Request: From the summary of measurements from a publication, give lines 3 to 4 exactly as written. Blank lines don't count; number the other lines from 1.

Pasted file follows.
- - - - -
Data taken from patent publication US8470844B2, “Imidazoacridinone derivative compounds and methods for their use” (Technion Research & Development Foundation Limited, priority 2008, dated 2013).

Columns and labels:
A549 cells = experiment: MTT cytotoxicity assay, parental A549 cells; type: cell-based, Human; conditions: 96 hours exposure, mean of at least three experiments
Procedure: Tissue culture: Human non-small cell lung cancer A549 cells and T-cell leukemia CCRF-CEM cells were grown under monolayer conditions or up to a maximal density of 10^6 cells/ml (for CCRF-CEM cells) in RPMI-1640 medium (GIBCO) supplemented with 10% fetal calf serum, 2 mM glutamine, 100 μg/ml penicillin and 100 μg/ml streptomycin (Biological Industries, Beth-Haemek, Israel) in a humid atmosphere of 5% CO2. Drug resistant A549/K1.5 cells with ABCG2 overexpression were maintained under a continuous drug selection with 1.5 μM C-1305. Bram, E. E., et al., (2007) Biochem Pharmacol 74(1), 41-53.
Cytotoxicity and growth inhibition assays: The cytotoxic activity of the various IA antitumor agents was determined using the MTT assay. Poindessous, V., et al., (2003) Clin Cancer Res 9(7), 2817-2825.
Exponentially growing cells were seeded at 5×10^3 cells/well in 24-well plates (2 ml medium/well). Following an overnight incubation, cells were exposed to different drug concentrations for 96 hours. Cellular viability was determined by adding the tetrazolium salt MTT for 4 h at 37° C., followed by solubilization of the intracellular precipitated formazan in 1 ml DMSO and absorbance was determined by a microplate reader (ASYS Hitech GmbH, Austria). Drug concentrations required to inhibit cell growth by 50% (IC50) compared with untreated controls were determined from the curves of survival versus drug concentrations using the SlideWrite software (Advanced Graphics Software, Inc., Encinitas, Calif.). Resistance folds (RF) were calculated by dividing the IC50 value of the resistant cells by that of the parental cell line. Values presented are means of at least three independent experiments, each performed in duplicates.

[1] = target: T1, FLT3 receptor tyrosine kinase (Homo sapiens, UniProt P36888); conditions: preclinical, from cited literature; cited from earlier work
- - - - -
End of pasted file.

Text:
A549 cells = experiment: MTT cytotoxicity assay, parental A549 cells; type: cell-based, Human; conditions: 96 hours exposure, mean of at least three experiments
Procedure: Tissue culture: Human non-small cell lung cancer A549 cells and T-cell leukemia CCRF-CEM cells were grown under monolayer conditions or up to a maximal density of 10^6 cells/ml (for CCRF-CEM cells) in RPMI-1640 medium (GIBCO) supplemented with 10% fetal calf serum, 2 mM glutamine, 100 μg/ml penicillin and 100 μg/ml streptomycin (Biological Industries, Beth-Haemek, Israel) in a humid atmosphere of 5% CO2. Drug resistant A549/K1.5 cells with ABCG2 overexpression were maintained under a continuous drug selection with 1.5 μM C-1305. Bram, E. E., et al., (2007) Biochem Pharmacol 74(1), 41-53.